Honda ‘give back’ with Red Bull engine request

Jamie Woodhouse
Lewis Hamilton Mercedes Red Bull

Honda felt need to give back to Red Bull on engine request.

Honda felt obliged to accept Red Bull’s request for the 2022 engine due to their “huge appreciation” towards Helmut Marko and Franz Tost.

The Japanese manufacturer will leave Formula 1 at the end of 2021, which led to the formation of Red Bull Powertrains to take over engine development for the Red Bull and AlphaTauri teams.

But for 2022, the engines will still come from Honda’s Sakura base at the request of Red Bull in what will be a transitional year.

And when the request came, Honda’s F1 managing director Masashi Yamamoto told BBC Sport the manufacturer felt “huge admiration” for Red Bull’s driver programme chief Marko and AlphaTauri boss Tost, and so the desire to give back.

“They have believed in Honda, so we have to give something back to them,” he said.

“We will finish our F1 project on December 31 this year. However, we got the request from Red Bull and Alpha Tauri, which is nice, that they want to be competitive, so they want us to co-operate.

“Therefore we are now discussing how to co-operate with them in order to make them keep competitive.”

Honda will be switching their Formula 1 engineers to focus on their carbon neutrality project but because of the ongoing title battle between Mercedes and Red Bull, some will continue their work in Formula 1 into 2022 due to a lack of time to execute the transition effectively.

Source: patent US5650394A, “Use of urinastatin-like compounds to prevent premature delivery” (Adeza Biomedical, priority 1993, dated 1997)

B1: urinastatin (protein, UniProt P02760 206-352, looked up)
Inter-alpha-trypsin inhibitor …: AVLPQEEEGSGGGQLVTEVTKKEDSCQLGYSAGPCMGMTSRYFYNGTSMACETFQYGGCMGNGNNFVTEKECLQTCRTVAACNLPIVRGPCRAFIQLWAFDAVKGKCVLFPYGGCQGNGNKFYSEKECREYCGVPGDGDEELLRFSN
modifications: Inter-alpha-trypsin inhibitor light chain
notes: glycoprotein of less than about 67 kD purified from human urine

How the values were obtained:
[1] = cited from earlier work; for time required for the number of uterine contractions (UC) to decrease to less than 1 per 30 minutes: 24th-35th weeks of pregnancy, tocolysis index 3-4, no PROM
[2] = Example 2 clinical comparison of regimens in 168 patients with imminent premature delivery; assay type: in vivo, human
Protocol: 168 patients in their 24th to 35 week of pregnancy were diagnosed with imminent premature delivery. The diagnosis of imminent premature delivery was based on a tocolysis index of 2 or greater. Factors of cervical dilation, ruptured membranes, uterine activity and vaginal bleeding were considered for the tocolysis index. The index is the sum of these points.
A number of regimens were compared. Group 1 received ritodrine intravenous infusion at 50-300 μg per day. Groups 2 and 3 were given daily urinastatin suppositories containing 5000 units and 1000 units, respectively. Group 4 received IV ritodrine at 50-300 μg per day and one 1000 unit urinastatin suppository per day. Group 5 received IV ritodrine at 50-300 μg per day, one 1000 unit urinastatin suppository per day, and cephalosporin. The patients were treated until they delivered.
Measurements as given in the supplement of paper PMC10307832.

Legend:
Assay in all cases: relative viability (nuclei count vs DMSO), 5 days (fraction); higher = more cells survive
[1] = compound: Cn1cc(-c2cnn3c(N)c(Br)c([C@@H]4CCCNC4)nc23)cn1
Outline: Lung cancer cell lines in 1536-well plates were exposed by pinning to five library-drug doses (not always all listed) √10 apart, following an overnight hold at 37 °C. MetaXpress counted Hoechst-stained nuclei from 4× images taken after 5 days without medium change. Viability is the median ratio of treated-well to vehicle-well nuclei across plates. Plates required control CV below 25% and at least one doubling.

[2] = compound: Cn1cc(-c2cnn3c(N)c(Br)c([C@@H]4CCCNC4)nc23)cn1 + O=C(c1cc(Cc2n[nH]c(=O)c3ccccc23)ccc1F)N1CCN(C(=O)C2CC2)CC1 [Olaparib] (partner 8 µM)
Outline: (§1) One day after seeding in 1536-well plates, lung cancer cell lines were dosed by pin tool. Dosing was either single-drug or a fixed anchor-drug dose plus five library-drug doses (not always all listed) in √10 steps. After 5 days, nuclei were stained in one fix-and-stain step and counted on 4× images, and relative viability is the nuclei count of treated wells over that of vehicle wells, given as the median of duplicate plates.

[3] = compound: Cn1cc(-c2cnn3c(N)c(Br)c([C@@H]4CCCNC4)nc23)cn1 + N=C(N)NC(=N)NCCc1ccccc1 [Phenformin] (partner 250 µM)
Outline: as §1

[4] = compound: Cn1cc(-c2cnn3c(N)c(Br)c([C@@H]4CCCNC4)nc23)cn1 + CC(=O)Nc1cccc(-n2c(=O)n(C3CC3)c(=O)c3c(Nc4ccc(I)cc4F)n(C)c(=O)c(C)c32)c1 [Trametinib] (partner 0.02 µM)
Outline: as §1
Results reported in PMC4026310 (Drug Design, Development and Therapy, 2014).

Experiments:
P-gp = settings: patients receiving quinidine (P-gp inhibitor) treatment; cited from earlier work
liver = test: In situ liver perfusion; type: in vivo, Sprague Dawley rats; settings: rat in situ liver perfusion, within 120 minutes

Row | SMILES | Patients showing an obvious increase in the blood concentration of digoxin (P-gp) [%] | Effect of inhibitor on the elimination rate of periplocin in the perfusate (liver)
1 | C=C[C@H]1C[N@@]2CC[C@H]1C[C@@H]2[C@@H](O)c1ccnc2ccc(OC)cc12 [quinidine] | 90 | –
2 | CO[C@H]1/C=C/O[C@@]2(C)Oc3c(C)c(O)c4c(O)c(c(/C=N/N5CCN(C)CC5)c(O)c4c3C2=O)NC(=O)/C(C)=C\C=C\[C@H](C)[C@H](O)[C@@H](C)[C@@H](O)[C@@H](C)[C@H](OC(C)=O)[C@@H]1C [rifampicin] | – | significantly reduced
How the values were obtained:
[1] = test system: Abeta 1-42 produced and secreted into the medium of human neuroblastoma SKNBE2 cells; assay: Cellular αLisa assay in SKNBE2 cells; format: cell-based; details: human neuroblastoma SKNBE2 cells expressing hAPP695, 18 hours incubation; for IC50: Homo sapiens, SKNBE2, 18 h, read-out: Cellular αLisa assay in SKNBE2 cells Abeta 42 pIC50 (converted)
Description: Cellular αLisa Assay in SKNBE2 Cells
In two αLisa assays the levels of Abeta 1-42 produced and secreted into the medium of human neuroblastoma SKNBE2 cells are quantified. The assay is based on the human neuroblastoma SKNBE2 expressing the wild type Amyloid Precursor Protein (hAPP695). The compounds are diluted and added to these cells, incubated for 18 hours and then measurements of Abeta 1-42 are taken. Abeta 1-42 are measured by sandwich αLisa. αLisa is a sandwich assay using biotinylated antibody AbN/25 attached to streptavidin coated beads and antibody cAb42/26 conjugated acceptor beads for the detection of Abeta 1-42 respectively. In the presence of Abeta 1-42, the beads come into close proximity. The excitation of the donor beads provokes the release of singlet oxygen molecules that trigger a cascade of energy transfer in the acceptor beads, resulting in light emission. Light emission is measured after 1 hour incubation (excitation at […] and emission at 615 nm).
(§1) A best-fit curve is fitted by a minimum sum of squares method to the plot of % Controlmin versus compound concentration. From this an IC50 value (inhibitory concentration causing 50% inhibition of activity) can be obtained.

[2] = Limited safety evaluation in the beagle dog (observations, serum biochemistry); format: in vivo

“Because this year we are fighting for the championship, we don’t really have time for the transition or giving knowledge to the teams,” Yamamoto explained.

“Time-wise it is more reasonable to do it next year than this year.

“Most of the engineers will be moved to the next project for carbon neutrality. So we are thinking how much human resources we can use next year and we will use as much as possible to support Red Bull next year.”

Max Verstappen Red Bull Honda

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Yamamoto said the engineers have “picked up so much experience from failure and success”, and this new knowledge arrived early in a 2021 engine for Red Bull which was originally intended to be rolled out the following year.

“With Red Bull two years ago we just put our power unit into their chassis,” said Honda’s technical director Toyoharu Tanabe.

“We cannot make everything they request, but the integration of chassis and power unit made a good improvement.

“Also on the Honda side we made a good improvement in terms of performance – we improved both on the internal combustion engine and the electric performance.”

A particular area of improvement for Honda in 2021 has come down the straights, with their electrical deployment now available for longer.

This has brought Honda’s engine far closer to Mercedes’ in terms of overall performance.

“In the previous years, always you saw Honda lose speed at the end of the straight,” Tanabe explained.

“This is a deficit for the lap time and also for the overtake situation. That was our weakness in the PU, so we tried to make this one much closer to the other competitors.”